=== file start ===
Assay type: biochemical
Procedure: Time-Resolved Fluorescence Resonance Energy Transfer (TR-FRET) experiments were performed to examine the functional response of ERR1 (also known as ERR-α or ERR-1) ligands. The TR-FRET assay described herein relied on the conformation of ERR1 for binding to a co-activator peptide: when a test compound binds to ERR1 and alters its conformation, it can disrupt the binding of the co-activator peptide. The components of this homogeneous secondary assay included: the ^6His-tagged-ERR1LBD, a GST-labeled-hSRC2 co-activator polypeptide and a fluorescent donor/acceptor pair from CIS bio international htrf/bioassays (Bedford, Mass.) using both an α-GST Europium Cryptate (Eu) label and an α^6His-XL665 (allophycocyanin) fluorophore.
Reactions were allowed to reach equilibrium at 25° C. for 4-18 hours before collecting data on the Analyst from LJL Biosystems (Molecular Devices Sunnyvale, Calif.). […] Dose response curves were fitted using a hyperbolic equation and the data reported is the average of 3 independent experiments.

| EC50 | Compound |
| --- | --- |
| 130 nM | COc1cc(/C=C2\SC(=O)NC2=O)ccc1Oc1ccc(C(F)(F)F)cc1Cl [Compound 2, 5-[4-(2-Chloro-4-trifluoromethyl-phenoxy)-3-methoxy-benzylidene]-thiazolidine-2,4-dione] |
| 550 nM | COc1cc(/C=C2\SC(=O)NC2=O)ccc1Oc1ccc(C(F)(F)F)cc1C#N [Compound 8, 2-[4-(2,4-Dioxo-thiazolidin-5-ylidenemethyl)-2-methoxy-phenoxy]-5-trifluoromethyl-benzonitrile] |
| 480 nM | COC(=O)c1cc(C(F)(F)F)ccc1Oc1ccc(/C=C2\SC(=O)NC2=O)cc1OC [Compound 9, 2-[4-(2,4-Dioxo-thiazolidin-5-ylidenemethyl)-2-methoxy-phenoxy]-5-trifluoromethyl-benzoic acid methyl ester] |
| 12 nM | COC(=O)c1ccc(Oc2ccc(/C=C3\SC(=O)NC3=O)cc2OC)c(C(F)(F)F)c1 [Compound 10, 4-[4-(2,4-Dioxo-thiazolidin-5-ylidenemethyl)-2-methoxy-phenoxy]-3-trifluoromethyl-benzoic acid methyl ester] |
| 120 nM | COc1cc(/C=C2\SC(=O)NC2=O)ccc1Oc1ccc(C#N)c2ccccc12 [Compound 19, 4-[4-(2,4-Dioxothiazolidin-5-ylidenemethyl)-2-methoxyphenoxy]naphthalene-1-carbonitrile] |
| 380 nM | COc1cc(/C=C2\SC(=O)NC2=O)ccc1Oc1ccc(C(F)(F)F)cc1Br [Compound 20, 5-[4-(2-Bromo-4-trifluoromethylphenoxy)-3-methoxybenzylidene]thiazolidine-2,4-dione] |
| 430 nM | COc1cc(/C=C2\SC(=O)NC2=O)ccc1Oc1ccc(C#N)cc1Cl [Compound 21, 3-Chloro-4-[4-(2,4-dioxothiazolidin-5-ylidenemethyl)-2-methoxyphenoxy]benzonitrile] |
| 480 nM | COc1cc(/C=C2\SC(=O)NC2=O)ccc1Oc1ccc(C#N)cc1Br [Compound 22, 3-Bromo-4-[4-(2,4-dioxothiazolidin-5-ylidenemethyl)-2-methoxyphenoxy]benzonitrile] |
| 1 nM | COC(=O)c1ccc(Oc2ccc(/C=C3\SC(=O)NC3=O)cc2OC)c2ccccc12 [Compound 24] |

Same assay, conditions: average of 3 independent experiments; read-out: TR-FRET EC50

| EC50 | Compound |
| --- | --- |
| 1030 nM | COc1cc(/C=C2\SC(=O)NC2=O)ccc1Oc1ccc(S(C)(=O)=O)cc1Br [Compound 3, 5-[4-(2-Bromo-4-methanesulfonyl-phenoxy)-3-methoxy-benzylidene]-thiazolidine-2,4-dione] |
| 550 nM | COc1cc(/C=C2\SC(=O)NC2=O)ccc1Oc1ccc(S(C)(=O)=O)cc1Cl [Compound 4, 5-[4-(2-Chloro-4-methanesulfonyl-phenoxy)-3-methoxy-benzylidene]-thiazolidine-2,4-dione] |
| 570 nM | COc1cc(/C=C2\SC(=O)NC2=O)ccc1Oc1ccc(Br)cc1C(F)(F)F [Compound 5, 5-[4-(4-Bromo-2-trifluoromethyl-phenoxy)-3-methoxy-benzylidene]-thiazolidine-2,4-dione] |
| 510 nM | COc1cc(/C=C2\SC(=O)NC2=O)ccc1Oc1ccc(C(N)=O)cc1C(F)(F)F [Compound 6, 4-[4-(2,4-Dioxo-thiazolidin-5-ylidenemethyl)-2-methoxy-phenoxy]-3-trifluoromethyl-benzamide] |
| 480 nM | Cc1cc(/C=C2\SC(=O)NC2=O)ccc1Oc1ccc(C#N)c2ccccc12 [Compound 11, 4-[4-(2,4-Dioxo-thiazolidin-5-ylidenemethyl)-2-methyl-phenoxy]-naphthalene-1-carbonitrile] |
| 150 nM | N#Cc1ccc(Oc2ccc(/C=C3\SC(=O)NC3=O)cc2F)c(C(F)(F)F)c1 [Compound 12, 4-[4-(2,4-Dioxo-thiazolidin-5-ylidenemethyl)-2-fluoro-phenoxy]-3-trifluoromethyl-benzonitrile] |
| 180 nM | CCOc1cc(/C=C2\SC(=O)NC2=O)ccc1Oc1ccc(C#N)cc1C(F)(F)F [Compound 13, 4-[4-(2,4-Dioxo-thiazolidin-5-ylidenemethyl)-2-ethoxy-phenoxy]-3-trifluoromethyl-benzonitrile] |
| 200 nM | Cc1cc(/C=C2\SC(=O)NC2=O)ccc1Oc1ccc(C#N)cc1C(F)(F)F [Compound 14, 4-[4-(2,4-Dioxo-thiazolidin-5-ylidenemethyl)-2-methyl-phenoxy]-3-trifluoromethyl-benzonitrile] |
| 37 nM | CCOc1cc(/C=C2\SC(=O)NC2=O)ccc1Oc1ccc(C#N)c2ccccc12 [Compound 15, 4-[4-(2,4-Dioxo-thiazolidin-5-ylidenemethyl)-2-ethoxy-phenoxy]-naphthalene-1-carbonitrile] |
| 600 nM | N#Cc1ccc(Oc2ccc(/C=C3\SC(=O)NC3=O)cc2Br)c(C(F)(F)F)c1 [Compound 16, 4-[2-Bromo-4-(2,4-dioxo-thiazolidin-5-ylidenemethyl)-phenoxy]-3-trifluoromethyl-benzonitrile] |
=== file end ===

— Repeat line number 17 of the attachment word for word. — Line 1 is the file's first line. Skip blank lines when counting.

| --- | --- |